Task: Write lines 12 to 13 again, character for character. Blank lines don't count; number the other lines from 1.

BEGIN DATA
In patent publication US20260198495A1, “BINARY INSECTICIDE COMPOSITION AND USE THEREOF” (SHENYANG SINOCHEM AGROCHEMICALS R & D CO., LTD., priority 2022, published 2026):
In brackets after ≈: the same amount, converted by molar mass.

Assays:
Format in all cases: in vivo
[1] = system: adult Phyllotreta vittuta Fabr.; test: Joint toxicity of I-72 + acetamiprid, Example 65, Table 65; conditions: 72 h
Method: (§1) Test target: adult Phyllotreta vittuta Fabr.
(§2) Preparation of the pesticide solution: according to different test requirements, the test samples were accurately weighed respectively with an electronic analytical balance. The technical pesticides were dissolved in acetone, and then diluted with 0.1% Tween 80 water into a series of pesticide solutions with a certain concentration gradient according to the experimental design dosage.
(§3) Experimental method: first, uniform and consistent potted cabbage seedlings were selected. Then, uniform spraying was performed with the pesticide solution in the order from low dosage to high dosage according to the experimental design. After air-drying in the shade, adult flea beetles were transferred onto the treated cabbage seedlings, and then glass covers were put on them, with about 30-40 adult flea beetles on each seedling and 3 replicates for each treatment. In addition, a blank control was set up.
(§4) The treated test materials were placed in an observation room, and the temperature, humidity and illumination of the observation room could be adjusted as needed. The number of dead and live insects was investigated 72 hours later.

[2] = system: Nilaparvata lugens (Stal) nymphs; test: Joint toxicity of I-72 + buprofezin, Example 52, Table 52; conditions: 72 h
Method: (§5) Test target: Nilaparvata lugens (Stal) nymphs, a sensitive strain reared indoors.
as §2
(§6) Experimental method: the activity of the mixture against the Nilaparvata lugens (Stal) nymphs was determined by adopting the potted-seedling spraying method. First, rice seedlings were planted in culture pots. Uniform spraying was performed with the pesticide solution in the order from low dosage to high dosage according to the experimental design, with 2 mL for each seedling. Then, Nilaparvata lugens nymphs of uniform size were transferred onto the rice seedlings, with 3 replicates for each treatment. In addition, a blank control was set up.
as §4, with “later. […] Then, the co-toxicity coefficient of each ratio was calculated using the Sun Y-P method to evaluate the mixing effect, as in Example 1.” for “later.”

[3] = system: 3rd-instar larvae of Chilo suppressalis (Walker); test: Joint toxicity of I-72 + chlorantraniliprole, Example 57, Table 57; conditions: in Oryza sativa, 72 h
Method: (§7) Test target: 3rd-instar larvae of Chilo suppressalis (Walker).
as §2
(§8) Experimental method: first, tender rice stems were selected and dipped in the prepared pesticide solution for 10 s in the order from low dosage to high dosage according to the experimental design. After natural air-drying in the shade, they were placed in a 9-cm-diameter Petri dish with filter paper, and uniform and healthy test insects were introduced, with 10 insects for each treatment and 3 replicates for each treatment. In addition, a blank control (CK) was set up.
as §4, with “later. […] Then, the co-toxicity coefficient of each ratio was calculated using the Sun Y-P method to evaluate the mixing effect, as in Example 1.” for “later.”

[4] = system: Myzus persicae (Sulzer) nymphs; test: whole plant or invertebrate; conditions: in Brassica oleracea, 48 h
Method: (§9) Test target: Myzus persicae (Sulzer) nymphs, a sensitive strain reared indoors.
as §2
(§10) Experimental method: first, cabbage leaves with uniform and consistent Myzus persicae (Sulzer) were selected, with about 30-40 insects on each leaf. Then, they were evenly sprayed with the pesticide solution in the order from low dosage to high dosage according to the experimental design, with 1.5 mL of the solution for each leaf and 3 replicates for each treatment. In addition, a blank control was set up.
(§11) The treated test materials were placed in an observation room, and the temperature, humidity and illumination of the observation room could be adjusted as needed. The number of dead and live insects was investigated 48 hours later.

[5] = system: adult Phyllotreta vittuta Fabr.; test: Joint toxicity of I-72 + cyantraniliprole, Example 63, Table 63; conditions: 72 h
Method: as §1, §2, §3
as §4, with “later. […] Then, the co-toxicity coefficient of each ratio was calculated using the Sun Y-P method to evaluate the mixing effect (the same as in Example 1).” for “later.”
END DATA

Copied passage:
as §2
(§6) Experimental method: the activity of the mixture against the Nilaparvata lugens (Stal) nymphs was determined by adopting the potted-seedling spraying method. First, rice seedlings were planted in culture pots. Uniform spraying was performed with the pesticide solution in the order from low dosage to high dosage according to the experimental design, with 2 mL for each seedling. Then, Nilaparvata lugens nymphs of uniform size were transferred onto the rice seedlings, with 3 replicates for each treatment. In addition, a blank control was set up.